Food for thought

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Corporate hospitality at sports events can provide companies and sponsors with the opportunity to entertain current and potential clients and customers and to build relationships at what can be prestigious, powerful and exciting occasions.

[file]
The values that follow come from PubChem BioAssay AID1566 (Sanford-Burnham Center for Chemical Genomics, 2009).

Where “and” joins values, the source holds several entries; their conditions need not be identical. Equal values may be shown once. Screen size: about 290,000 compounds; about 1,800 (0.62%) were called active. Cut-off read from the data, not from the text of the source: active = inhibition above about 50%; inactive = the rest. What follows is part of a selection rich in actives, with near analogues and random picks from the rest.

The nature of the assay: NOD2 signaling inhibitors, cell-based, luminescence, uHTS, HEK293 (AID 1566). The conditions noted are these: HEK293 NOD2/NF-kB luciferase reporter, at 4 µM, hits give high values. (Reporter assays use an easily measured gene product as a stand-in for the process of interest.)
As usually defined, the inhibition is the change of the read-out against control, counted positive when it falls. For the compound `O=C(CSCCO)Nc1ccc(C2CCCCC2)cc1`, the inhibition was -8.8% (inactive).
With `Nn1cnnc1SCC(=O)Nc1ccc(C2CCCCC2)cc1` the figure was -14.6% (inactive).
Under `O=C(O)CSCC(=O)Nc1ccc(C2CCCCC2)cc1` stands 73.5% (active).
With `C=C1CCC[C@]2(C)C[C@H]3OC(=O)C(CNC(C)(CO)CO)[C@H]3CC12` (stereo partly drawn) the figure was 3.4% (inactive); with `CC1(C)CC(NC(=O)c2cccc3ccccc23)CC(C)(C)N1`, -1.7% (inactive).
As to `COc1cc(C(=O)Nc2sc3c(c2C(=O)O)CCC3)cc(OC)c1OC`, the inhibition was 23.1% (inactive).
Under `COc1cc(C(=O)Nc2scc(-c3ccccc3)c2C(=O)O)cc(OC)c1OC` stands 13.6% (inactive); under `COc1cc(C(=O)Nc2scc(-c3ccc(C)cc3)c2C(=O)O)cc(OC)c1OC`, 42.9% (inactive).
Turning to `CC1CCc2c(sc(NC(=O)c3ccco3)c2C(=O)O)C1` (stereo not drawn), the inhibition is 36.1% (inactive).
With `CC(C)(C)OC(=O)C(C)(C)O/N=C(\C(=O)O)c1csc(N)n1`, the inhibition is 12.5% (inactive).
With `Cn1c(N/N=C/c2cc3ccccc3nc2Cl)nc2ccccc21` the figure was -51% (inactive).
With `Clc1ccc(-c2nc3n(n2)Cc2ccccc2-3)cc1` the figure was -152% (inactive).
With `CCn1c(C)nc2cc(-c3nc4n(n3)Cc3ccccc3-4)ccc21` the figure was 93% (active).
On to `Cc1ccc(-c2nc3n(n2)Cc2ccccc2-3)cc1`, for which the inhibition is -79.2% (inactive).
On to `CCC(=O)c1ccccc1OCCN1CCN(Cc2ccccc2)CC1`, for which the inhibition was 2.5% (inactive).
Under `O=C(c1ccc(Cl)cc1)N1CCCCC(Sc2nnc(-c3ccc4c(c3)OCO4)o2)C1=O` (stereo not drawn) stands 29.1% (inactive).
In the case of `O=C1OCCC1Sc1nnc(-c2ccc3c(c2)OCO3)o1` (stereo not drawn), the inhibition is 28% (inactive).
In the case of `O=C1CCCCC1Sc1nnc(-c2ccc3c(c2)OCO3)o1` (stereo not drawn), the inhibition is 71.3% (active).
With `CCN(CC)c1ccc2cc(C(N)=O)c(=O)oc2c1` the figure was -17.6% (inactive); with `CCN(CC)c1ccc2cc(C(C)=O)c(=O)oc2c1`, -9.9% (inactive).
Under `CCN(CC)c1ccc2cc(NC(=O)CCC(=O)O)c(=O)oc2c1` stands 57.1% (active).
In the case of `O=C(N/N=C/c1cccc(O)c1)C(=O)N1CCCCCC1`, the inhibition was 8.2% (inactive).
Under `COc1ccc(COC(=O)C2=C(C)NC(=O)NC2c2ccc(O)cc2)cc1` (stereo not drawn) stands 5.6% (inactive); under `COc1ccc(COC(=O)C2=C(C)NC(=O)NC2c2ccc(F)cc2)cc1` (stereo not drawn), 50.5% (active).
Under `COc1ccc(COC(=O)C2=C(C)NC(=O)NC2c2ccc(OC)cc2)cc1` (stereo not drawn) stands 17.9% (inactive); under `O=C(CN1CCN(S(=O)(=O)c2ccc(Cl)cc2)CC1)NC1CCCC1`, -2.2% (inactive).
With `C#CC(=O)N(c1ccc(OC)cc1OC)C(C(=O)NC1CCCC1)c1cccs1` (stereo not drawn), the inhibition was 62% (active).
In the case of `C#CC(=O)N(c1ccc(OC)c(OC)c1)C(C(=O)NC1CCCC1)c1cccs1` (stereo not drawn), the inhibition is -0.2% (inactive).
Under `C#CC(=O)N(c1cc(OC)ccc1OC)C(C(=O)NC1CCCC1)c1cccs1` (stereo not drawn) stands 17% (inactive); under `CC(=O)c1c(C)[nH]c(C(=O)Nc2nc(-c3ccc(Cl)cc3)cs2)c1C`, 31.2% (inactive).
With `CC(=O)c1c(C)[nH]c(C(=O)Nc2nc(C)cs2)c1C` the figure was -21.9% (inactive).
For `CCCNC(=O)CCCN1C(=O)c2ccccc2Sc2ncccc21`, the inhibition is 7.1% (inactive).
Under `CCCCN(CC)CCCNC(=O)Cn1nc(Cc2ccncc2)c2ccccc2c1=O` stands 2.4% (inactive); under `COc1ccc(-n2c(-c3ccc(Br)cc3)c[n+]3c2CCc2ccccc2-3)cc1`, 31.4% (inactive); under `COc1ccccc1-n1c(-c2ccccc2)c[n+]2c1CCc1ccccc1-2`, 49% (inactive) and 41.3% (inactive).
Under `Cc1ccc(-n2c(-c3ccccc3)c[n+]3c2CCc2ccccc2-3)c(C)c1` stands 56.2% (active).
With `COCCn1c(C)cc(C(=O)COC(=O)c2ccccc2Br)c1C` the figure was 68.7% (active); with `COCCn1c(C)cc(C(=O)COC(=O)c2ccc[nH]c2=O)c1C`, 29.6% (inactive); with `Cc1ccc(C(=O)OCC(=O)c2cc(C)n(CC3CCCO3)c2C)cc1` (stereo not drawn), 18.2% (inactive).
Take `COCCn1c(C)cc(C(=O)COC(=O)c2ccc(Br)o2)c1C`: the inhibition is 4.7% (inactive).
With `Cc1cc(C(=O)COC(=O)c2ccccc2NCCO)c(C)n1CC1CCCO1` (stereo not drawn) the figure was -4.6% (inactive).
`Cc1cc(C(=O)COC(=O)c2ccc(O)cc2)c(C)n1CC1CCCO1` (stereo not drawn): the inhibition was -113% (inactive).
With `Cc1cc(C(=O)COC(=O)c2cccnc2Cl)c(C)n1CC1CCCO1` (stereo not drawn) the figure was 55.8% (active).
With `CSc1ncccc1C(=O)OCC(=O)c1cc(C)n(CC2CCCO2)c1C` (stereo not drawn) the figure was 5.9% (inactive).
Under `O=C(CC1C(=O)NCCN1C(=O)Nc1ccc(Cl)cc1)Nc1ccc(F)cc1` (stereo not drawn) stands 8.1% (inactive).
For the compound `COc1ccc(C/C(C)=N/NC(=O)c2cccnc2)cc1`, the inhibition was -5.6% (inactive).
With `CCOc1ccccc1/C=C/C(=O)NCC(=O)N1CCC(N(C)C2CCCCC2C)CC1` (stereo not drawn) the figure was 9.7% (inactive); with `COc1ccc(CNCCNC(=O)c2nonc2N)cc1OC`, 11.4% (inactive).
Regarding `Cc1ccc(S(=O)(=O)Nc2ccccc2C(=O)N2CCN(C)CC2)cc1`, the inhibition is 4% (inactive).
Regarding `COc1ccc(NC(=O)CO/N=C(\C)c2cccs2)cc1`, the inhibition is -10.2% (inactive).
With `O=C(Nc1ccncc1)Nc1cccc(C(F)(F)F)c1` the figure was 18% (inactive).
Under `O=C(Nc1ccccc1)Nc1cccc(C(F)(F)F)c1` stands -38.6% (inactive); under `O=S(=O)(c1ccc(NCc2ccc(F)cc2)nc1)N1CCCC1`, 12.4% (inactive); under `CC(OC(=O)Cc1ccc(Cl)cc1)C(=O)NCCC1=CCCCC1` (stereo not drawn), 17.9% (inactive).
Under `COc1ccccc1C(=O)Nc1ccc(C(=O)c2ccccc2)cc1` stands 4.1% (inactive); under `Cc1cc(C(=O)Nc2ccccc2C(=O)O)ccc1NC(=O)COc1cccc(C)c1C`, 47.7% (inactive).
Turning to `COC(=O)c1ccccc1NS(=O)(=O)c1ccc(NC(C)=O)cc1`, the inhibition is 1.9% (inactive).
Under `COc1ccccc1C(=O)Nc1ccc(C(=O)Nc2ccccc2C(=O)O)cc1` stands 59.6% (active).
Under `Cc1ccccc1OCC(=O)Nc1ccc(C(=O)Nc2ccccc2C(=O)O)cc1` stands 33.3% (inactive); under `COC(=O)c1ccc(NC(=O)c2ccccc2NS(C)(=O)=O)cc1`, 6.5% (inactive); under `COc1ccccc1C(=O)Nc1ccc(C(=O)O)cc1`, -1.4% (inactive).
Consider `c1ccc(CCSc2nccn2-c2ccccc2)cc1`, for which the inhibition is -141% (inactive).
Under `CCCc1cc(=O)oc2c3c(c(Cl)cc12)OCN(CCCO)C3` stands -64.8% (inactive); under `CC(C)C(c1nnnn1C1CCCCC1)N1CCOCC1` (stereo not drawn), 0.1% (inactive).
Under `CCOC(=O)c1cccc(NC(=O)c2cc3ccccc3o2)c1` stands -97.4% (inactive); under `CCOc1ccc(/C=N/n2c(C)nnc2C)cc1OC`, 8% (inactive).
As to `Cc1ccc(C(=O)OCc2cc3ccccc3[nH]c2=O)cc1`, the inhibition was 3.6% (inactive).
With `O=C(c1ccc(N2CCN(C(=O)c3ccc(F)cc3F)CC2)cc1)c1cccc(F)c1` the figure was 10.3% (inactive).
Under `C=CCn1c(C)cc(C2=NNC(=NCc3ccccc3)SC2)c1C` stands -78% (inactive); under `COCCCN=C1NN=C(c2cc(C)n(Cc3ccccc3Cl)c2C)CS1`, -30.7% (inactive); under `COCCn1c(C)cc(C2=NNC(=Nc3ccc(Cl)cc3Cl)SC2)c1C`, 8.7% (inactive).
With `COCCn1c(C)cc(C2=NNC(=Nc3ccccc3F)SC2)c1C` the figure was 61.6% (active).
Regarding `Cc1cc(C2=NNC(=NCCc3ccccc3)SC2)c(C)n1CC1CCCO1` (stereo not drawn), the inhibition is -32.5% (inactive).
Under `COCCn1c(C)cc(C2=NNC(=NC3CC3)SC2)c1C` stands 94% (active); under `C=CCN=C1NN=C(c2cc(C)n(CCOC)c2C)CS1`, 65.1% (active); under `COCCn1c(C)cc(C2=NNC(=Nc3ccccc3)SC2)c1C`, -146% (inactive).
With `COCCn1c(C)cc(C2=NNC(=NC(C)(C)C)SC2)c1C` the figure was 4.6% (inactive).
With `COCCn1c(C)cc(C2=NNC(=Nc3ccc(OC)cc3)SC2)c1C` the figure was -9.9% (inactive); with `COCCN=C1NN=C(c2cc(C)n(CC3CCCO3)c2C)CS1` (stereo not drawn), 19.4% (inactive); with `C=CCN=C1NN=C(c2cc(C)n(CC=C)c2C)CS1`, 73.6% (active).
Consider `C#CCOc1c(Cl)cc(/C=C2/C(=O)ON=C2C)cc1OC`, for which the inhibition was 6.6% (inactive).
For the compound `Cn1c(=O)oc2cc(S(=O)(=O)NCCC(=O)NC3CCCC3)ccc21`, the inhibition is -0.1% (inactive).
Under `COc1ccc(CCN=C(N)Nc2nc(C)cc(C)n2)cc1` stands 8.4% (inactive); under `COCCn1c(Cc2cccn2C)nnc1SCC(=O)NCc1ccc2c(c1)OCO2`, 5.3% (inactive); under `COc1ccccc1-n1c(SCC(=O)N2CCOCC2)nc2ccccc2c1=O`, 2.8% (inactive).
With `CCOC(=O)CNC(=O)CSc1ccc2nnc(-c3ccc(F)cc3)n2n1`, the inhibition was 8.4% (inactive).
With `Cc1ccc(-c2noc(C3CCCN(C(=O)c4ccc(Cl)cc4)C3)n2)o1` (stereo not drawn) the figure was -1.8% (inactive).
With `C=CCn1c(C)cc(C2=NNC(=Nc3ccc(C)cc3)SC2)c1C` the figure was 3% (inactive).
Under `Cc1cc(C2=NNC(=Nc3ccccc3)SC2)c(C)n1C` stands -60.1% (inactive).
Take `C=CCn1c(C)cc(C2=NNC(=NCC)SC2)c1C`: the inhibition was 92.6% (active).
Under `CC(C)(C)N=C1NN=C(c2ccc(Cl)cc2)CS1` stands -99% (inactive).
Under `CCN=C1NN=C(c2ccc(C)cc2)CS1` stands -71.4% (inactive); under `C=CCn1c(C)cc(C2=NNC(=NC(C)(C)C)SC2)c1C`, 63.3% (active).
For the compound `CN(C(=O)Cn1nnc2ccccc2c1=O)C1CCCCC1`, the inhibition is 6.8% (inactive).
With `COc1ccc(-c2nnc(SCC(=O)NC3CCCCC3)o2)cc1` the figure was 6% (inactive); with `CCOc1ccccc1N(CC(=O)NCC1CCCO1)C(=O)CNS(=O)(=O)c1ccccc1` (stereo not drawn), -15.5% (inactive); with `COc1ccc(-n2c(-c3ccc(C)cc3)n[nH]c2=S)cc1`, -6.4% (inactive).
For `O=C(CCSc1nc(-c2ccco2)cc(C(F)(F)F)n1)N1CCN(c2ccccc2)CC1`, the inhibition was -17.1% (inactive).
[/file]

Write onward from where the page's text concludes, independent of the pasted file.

Hospitality is also a very important revenue stream at a major sports event–the 2007 IRB Rugby World Cup in France made £40m just through hospitality. Hospitality provides sponsors and suppliers in particular with the opportunity to showcase their contributions to the staging of events, thus enhancing their image by communicating to customers and potential customers the quality of their products and services. Dr Chris Bruton looked after hospitality during the 2007 ICC Cricket World Cup for some of the event's corporate and high net worth clients through his company Hospitality in Partnership (HIP) which is part of Cavendish UK. A company was set up for the event and 28, 000 hospitality covers were filled by HIP. It subsequently won the award for best hospitality programme at the International Sports Event Management and Security conference in 2007. "In terms of how hospitality is perceived, the industry has moved on immensely, " said Bruton. "In the past it was certainly seen as a bit of a jolly and often programmes were booked on a whim. Buyers have increasingly become more sophisticated how however and event organisers understand more about who has the main rights. "What makes an event hospitality experience a good one? "It's about a lot of little things coming together correctly, " explained Bruton. "Firstly, invite guests who want to come and will enjoy it. Think about the type of event before you invite couples because some sports are more popular than others for mingling with partners. Make sure everything runs smoothly–that's much more important than the type of champagne on offer or even the quality of food. Bad signage and bad parking are the sorts of things that can get an experience off to a bad start. Make sure the staff you employ are customer–oriented. You just don't get a second chance to make a first impression so if your staff are smiling, take people's coats straightaway and generally look after people, then you are well on the way to a great day out for your guests. "Competition for the hospitality pound is getting stronger, said Bruton who is noticing more competition from other types of entertainment such as music events. "Although people will always want to come to the men's final at Wimbledon for example, other sports events are seeing a fall in demand for packages. "The above was an extract from Ultimate Sports Cities 2008, written by MEI's editorial director Rachael Church–Sanders and published by SportBusiness, priced £795. Divided into two parts, this report firstly sets out what is required of an aspiring sports city. Using interviews, case examples and leading industry experts, it uncovers the skills and experience cities need to acquire to move up the ranking. Part 2 of the report goes through the ranking in detail demonstrating why the winners were so highly placed, what some of those further down the list are doing to improve their status and those cities worldwide who are likely to make the list next time. Whether you are an aspiring Sports City or an event organiser looking to select your next location this is a comprehensive and invaluable resource. With over 180 pages of data, information, case studies, best practice examples and interviews with industry experts, Ultimate Sports Cities is more than just another report. For further details visit:http://www. sportbusiness. com/reports/166633/ultimate–sports–cities–2008

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